On the taxation proposals, one welcomes the cut in Excise duty and increase in exemption limits under the Income-Tax Act and for service providers, from service tax, up to Rs 10 lakh (Rs 1 million) from the present limit of Rs 8 lakh (Rs 800,000).
Further, it is hoped that the steeper cuts effectuated for certain industries notably for two and three wheelers is also appreciated in the light of the turbulence faced by these industries for the past few years.
Finally, I am apprehensive about another proposal contained in the Budget with respect to allowing exchange-traded currency and interest rate futures in the credit derivatives markets.
I view these proposals as obnoxious. Experiences over the past few years with other such instruments in the financial markets have taught us that these are fundamentally wagers packaged in exotic language, complicated rules and complex accounting.
It is interesting to note that virtually every corporate in India has established a treasury department -- to deal in such exotic products. One is unable to understand why a software company or a manufacturing company, for instance, have a treasury department and carry on such mindless speculation?
What the Budget seeks to do is to legitimise these contracts in India.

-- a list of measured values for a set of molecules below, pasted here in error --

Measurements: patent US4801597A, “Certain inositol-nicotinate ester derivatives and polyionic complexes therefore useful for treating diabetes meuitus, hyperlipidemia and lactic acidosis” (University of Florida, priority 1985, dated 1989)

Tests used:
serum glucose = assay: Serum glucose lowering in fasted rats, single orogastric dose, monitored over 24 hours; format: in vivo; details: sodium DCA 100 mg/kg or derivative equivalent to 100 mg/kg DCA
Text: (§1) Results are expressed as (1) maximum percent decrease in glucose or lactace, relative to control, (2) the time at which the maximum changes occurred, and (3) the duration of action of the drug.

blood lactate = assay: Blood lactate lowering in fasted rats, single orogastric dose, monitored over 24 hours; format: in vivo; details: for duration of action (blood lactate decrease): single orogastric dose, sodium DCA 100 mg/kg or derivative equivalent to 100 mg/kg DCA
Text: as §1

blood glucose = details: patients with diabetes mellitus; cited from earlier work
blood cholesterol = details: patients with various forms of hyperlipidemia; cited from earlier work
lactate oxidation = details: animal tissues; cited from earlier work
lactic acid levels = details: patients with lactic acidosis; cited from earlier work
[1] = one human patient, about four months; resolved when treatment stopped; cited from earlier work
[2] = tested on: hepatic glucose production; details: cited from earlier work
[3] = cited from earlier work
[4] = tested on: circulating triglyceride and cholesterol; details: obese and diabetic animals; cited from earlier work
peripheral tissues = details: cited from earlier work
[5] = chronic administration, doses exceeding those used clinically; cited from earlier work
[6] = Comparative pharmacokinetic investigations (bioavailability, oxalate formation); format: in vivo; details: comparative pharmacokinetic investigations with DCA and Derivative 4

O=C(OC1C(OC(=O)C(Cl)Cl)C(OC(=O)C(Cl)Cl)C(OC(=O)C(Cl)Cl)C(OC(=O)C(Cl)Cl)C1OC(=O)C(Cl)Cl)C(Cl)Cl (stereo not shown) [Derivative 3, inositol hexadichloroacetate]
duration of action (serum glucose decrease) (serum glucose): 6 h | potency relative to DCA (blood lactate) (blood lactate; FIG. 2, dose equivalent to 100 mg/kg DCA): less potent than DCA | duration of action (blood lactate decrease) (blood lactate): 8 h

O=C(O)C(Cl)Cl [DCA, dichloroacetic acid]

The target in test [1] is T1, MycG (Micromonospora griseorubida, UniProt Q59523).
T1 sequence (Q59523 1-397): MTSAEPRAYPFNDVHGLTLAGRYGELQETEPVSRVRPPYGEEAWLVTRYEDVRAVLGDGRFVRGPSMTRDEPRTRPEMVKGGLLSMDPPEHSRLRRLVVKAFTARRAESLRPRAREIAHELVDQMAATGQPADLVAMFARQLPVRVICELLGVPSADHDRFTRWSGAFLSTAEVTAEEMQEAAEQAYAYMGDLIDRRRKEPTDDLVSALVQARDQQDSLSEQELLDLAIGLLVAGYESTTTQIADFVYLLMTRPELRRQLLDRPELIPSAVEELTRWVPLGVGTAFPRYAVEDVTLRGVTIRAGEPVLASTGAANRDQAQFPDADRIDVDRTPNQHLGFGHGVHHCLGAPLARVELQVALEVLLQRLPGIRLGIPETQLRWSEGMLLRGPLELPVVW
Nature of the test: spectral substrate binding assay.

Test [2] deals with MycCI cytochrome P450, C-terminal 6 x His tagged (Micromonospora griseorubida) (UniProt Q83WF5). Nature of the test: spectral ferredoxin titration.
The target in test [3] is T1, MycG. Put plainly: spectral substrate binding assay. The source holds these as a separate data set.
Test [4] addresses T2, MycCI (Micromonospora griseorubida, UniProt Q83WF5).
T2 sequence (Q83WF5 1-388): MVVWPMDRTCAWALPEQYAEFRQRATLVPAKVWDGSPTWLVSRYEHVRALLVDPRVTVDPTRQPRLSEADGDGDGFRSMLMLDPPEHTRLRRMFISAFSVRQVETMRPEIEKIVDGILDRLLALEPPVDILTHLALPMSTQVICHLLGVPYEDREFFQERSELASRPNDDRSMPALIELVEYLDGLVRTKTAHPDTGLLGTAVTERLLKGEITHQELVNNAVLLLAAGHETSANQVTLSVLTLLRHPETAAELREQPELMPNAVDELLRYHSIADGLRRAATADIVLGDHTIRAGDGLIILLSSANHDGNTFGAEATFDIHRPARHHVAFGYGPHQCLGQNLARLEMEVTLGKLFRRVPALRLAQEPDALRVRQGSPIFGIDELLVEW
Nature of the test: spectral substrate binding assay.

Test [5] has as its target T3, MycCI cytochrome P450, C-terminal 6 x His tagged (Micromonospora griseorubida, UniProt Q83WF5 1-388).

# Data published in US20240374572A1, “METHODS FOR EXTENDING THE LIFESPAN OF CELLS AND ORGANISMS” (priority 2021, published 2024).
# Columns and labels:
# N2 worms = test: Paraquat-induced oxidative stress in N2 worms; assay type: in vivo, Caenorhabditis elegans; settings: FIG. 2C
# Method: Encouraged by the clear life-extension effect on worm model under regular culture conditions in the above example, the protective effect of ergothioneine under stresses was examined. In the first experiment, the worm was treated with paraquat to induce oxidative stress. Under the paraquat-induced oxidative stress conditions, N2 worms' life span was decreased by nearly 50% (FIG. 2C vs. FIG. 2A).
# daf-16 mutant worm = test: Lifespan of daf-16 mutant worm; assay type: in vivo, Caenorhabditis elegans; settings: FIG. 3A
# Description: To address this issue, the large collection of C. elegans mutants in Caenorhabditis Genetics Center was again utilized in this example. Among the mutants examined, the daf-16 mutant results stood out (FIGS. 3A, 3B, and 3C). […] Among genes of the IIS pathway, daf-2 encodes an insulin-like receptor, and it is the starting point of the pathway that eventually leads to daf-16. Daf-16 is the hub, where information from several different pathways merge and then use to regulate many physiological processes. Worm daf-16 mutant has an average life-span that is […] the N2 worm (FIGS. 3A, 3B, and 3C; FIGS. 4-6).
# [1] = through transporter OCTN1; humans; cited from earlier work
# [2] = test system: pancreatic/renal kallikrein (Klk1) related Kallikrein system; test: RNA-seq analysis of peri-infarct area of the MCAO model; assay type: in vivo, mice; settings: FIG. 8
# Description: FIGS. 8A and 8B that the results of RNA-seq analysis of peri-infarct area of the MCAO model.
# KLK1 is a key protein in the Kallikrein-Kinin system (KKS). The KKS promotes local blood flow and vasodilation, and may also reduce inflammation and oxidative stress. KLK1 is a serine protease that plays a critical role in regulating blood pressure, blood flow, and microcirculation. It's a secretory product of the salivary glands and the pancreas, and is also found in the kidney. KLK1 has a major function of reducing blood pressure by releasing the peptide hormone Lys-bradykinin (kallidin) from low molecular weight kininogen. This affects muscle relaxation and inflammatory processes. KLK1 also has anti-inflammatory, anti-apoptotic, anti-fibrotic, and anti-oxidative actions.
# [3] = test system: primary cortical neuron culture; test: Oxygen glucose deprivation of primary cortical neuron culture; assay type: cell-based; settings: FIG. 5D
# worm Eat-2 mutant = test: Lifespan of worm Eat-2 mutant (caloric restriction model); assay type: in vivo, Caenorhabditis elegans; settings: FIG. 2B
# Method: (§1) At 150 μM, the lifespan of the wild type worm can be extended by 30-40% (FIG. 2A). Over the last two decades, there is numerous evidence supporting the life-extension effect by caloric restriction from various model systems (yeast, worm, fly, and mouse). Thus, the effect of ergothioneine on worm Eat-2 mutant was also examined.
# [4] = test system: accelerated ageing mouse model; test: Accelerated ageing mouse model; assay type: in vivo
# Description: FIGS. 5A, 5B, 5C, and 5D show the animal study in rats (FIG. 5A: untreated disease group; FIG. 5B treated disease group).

This is strange when banks, not so long ago -- as a matter of prudent policy -- never had any uncovered forex position. While one can understand an exporter on an importer taking a forward contract to the hedge their outstanding, the fact of the matter is that many corporates in India seem to indulge in these transactions with a complete disconnect to their legitimate requirements.
It also been reliably learnt that such contracts till date are illegal in India and Indian corporates have used the London route to enter into these contracts.
Experts as Dr S Narayanan, former economic advisor to the Prime Minister of India, have opined in a post-Budget meeting in Chennai that it is these derivative instruments that are at the root of the present sub-prime crisis in the United States. Is the Budget paying way for an Indian sub-prime crisis?
Finally, one notes that budget figures do not capture the possible implementation of the Sixth Pay Commission. Needless to emphasise, as and when the government proceeds to implement the same, these Budget figures would go for a toss.
Crucially it may trigger an across the board wage concomitant increase for state government employees, PSUs, banks and other related organisations. As and when it happens it is bound to have an inflationary impact on the national economy.
To conclude the Budget suffers from latent revenue deficit and fiscal deficit and blatant transparency deficit, honesty deficit, intellectual deficit, policy deficit and ideology deficit.
Published at: http://www.rediff.com/money/2008/mar/03budget18.htm